olumbia is hard,” said the two deans at the front of the room at orientation in January. I would hear those same words more than once. I had just moved from Rome five days before, and the windowless rooms where I sat were completely new to me. Outside, deep, grey winter gripped New York City: bare trees, dirty sidewalk and snow. Inside, I’d become an undergraduate student after 14 years away from college.
I am what Columbia’s School of General Studies terms a “nontraditional student,” having taken a circuitous route to my bachelor’s degree.
After the fourth or fifth repetition of “Columbia is hard,” a palpable uneasiness began rippling through the other new students in the room. They laughed nervously, glanced at their phones, ruffled through their bags. Then a hand shot up, “Are you trying to scare us? I mean, we all signed up for this knowing that this school is hard.”
One of the deans smiled. He was a box of a man wearing a pastel bow tie. “Well, yes and no. We want you to know this school is hard in ways you might not expect. We want you to be ready for them. That’s what orientation is about.”
It’s now the end of May. I’ve finished my first semester. I now know first hand what the bow-tied dean was getting at. In recent months I’ve acquired a more nuanced definition of the word hard. I assumed the dean meant the school was academically difficult. But the hard work in question was much broader than that.
Yes, there were piles and piles of readings, quizzes, assignments, exams, papers, essays, classes, discussion and critiques. But these were also combined with my part-time job. Together, they consumed every square millimeter of my life. One month into my bitter winter of study, I felt a sharp pain. It was the realization that what I now longingly refer to as my “normal life” was no more. Gone were the Rome evenings of long dinners and wine. Gone also was an apartment without roommates, walks to get to places, spontaneous chats with friends, and above all the time to reflect on what I was doing and writing before actually putting it down. Gone were the Roman shouts in the street below my window, the city’s sunny if cool days, and delicious Italian fruits and vegetables.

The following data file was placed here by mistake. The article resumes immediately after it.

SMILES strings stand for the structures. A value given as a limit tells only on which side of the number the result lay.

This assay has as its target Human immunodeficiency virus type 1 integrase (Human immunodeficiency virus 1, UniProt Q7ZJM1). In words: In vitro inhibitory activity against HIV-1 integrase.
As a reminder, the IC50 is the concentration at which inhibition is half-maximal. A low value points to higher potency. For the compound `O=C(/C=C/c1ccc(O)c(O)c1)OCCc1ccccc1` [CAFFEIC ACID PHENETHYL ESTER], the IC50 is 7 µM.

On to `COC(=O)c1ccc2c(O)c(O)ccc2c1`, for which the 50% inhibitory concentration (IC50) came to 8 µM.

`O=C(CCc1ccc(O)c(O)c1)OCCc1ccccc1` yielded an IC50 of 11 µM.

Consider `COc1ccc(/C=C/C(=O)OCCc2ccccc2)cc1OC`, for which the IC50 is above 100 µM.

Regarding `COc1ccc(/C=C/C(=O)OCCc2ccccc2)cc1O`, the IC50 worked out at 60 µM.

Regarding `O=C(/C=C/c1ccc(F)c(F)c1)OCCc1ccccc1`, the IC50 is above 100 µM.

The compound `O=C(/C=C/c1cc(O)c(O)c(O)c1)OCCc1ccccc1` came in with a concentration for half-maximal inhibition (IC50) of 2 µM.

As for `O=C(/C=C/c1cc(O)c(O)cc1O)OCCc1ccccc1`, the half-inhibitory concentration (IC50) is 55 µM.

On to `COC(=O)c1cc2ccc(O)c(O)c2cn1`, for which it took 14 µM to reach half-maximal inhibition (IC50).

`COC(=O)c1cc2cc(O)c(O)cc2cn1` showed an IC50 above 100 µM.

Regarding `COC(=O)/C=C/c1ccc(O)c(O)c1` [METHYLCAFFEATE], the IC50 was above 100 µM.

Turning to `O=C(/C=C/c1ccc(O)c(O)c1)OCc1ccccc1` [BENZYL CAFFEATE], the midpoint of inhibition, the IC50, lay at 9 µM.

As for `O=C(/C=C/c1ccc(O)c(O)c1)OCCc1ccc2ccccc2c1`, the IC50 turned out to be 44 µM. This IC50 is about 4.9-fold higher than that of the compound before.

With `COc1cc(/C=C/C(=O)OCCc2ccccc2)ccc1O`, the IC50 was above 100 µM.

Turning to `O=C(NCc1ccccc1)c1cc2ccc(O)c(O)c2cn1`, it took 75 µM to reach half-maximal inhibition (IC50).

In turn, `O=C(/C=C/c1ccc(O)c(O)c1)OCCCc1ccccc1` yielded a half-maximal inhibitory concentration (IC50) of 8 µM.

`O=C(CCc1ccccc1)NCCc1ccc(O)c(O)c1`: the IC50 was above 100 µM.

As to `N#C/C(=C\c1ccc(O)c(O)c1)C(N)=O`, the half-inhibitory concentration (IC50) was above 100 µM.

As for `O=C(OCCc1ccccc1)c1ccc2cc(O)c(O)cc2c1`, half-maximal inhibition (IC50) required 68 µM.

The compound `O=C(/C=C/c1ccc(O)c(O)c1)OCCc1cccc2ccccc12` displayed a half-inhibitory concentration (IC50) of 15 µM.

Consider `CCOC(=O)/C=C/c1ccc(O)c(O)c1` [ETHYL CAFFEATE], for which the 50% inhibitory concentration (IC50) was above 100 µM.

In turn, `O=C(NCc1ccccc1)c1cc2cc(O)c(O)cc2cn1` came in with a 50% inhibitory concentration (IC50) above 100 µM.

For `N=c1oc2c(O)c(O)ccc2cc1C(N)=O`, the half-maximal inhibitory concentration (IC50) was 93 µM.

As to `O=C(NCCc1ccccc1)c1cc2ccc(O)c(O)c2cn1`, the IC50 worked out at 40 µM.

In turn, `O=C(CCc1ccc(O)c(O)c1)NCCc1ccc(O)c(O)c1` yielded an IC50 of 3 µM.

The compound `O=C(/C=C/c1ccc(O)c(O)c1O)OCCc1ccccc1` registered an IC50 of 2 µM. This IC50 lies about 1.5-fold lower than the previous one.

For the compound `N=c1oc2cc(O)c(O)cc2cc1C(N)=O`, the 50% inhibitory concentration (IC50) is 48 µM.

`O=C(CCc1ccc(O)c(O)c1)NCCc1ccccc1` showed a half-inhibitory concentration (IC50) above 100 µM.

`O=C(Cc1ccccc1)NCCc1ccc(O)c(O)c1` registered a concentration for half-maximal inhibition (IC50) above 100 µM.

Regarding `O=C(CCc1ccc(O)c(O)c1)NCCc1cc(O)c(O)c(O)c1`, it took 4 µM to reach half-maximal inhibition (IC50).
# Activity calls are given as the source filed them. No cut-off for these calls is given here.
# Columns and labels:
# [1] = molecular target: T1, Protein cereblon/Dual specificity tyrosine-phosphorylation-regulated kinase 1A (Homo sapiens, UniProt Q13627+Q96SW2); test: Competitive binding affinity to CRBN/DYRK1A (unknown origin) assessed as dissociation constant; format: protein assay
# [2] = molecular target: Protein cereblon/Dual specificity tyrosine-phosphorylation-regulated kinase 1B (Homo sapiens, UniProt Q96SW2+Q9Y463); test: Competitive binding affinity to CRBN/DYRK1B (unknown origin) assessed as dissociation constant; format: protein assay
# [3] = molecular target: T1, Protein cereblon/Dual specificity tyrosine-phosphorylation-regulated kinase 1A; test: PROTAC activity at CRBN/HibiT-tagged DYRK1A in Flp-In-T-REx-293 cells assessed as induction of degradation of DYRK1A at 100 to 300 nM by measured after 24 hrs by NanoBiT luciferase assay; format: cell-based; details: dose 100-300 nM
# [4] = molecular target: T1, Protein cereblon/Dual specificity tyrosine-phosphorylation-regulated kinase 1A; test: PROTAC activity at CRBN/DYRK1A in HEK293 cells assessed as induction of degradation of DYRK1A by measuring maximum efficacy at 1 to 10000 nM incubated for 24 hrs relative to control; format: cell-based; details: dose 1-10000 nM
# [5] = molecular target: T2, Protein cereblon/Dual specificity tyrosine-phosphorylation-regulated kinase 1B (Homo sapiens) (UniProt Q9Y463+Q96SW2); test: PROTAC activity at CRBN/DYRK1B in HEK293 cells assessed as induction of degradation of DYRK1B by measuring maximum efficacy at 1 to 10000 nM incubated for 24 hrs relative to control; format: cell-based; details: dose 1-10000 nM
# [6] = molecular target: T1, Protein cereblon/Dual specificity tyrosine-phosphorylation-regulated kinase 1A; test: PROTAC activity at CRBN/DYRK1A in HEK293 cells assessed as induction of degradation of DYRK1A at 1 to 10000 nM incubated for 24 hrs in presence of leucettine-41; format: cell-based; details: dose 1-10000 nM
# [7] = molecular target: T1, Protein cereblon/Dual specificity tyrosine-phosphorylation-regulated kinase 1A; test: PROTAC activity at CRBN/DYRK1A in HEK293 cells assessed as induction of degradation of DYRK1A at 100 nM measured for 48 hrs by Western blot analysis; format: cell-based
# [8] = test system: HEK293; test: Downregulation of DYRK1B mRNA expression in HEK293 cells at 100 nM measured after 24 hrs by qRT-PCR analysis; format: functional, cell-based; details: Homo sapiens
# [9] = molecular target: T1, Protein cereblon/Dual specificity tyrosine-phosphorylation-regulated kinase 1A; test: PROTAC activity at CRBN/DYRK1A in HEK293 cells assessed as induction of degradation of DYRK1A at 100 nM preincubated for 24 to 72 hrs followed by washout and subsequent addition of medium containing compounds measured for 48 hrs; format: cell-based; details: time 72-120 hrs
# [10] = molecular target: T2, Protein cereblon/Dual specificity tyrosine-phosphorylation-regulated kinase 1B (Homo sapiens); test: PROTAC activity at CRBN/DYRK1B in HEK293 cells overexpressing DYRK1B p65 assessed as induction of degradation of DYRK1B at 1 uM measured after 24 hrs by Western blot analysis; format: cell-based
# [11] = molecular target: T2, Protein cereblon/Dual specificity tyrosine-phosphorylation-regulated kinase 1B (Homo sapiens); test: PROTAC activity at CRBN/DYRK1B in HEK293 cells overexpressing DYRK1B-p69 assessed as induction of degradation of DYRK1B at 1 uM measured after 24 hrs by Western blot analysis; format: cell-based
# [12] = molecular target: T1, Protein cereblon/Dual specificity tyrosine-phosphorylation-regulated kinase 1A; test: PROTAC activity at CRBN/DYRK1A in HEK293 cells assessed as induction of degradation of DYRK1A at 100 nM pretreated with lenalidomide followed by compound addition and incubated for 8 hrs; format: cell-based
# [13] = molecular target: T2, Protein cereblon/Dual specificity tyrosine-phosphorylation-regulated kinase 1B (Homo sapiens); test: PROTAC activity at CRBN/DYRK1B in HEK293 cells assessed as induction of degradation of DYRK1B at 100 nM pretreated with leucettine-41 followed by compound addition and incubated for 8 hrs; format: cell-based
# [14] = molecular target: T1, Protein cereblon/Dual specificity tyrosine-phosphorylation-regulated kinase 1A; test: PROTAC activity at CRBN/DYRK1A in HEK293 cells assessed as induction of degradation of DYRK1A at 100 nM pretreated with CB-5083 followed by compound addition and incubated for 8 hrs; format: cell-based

Instead, my face tilted down, I quickly passed into and out of the freezing city on my way to campus. I held my mind to the tightest of schedules and pretended nothing existed but the challenge before me. The school life created a loss of another life that no dean at an orientation could have possibly have prepared me for.
I wasn’t alone in feeling this way. Single-minded commitment is a requisite of the academic world if you take it seriously. To that you need to add “the Columbia bubble,” the isolating world of the campus into which you disappear.
Confronted with academics and the academic life, there’s a surreal sense of two worlds, the within and the outside. On my first day of class, as professors described their lines of research, I was skeptical, “Really?” I thought to myself. “This is what you’ve spent your entire life doing? What about all that’s going on outside?”
Yet there’s a kind of nobility to academia. Professors and graduate students work to preserve minutiae from extinction in an otherwise careless capitalist world, hoping that intellectual inquiry can improve life. It’s a sobering goal. At the same time, the insistence on such minutiae can sometime seem childish, elitist, isolating and unconnected to life as it is lived outside a campus.
At 21, I was unconvinced of a bridge between study and life. What I was learning in the classroom, I thought then, had no connection with what was happening outside it. I dropped out. I chose experience over reading about experience and set out to travel. I suppose my return satisfies a craving for the opposite: to connect intense study with my life, at least for the time being.
So yes: the first semester was as hard as advertised. It decimated aspects of my life. Yet I’m glad to be back. I like the structure, the challenges, and the back-and-forth that goes with trying to learn.
Columbia’s campus perfectly mimics academic life, situated like an island in the frothing current of New York City, but unaffected by the maddening flow. There are venerable libraries built in imposing neo-Roman style, warm-colored brick halls, dormitories, a few modern buildings, trees, benches, flowering bushes and green grass in spring. The campus has no streets and no cars. It’s everything New York City is not. It emanates the severe tranquility of Rodin’s “The Thinker,” a replica of which sits in front of Philosophy Hall. It’s become my favorite place in the overwhelming city, perhaps because it’s the only one I know well. Six months isn’t a long time. But I get the feeling that after another semester, I’ll no longer be as aware of the gap between my old life and this new normalcy. The hard will have hardened into the normal.
— The author wrote The American’s “Nomad” column for four years before returning to the U.S. in January.